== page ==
How to Date Man Who Has Been Sexually Abused

November 1, 2011  |  

Even the seemingly perfect relationships have their own distinct set of challenges. What can make any relationship even more difficult, is growing to care deeply for someone who is in a dangerous relationship with demons from their past.  Being in a relationship with a man who’s been sexually abused can make you feel helpless and confused, but what you may not realize is that your partner may be battling many of those same feelings.

Ever since the 1997 imprisonment of Mary Kay Letorneau, a school teacher in her mid-thirties who admitted to engaging in sexual intercourse with 13 year-old student Vili Fualaau,  sexual abuse involving male victims doesn’t seem to be taken nearly as seriously in society as cases in which the victim is female.  Unfortunately this often results in many men believing that if society doesn’t take their situation seriously, then they themselves shouldn’t either.  When a woman is involved sexually with a male who is significantly older than her she’s “violated,” but when a male has the opportunity to have sex with an older woman he’s often “congratulated.”

The truth is that when sex is used to manipulate and take advantage of anyone without the full capacity to consent and understand the situation, it’s a violation.  It doesn’t matter if it’s a blonde bombshell teaching in a classroom or your stereotypical “To Catch a Predator” assailant.

According to the online-support group BSAS (Black Sexual Abuse Survivors), 1 in 6 males have been sexually abused as children and 1.9 million African-American men have been sexually abused.  Many black males are struggling with their masculinity, sexuality and even their very identities because they are burdened with the shame, self-blame and an inability to trust in relationships.  This is especially true when the abuse occurs at the hands of another male.  Heterosexual men often question their sexuality when they are raped or molested by another man and homosexual men may even feel that this violation is a punishment or that the situation is to blame for their sexual preference.

The Rape Abuse & Incest National Network (RAINN) states that some of the common stereotypes that surround sexual abuse of males include:

  • “Men are immune to victimization”
  • “Men enjoy all sex, so they must’ve enjoyed the assault”
  • “Male survivors are more likely to be sexual predators”.

With little education or resources, when the man you’ve grown to look at as strong and powerful reveals to you that he was once in fact a victim, you may find yourself questioning many of those stereotypes.  While there are many men who actively seek support to help deal with post-traumatic stress and other feelings that have created barriers in their personal relationships, there are some men who experience anxiety even thinking about the situation, let alone revealing it and risking being harshly judged by others.  This can create problems in a romantic relationship, because although the partner is willing to be an active source of support, the victim to may not yet be ready to deal with his feelings.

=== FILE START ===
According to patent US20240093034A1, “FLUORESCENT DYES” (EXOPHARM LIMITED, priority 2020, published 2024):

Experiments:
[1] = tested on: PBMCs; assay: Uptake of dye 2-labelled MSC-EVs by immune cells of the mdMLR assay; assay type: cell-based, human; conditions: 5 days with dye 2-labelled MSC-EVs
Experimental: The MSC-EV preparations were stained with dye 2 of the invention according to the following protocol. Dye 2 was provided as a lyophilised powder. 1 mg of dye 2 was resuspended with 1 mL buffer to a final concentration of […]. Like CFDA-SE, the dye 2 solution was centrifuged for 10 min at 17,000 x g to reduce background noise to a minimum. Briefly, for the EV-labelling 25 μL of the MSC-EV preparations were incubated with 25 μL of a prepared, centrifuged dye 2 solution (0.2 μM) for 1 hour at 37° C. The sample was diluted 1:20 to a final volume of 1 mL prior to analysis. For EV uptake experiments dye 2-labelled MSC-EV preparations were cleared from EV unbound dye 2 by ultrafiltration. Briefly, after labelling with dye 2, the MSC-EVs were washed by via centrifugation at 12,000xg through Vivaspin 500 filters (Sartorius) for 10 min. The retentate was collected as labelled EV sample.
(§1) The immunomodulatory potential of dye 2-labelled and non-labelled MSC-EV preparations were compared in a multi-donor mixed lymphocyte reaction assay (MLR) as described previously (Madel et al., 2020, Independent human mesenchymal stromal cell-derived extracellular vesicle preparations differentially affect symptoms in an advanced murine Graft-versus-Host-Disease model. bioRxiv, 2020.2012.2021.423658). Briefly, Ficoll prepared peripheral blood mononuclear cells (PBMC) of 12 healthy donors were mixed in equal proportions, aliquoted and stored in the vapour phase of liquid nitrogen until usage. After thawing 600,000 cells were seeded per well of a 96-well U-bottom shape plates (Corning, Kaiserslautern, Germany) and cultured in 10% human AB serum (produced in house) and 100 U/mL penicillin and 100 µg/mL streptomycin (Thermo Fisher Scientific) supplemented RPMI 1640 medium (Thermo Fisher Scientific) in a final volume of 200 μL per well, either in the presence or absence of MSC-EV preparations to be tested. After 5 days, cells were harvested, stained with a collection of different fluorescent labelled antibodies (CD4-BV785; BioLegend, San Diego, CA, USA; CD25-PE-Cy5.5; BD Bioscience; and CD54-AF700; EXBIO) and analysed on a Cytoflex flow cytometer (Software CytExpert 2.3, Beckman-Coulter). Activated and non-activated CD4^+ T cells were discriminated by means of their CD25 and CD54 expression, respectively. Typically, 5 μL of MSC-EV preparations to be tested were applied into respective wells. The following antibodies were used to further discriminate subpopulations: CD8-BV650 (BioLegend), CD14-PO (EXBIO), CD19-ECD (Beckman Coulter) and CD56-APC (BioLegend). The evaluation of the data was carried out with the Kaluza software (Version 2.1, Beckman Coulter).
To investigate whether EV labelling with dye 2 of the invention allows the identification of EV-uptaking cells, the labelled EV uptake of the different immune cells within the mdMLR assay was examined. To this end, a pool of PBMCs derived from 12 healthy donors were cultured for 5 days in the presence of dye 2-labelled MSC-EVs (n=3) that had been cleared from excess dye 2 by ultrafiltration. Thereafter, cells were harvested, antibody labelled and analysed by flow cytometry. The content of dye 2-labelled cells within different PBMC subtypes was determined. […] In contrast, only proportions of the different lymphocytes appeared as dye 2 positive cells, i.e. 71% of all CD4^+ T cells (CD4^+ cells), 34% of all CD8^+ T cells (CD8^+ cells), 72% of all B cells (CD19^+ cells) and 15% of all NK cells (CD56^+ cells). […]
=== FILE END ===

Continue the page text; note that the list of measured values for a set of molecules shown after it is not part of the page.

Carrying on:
After you’ve stripped yourself of assumptions and preconceived notions, one of the best things you can do when dating a man who is a victim of sexual assault is to educate yourself on the common effects that men can have as a result of being sexually abused.  According to an article titled “Sexual Abuse” on AskMen.com, one of the most common effects of sexual abuse is emotional unavailability.  Men who experience sexual abuse may experience feelings of mistrust towards anyone, especially those whom they are involved with romantically.  They may also experience performance anxiety in the bedroom due to their internal turmoil surrounding confusion about their sexuality.  Self-blame may also negatively affect self-esteem which can cause conflict within the relationship.  More severe effects may include insomnia, poor anger management and paranoia. An inability to confront the issue may manifest into substance abuse and self-harm.

While you can’t erase the past, you can be a strong source of support in the present and help your partner navigate a brighter future.  Don’t be intimidated by what you learn about the past.  The very fact that he chose to reveal this information to you shows that on some level he trusts you and the last thing you want to do is shut him down.  Sometimes just listening is a great way to show support. Just being there for moral support can make the experience of seeking professional help less scary.  It’s also important to understand that many of the issues that are causing conflict in the relationship could be due to not dealing with the past.  You might also be his best chance at understanding what a healthy sexual and romantic relationship truly is.

Take his hand and try making the first step to healing by visiting sites like MaleSurvivor.org or  Adult Survivors of Child Abuse or calling toll-free hot lines where trained professionals are available 24 hours a day for help like 1-800-799-SAFE.  With a bit of patience and empathy you can help your partner transition from being a victim to being a survivor.

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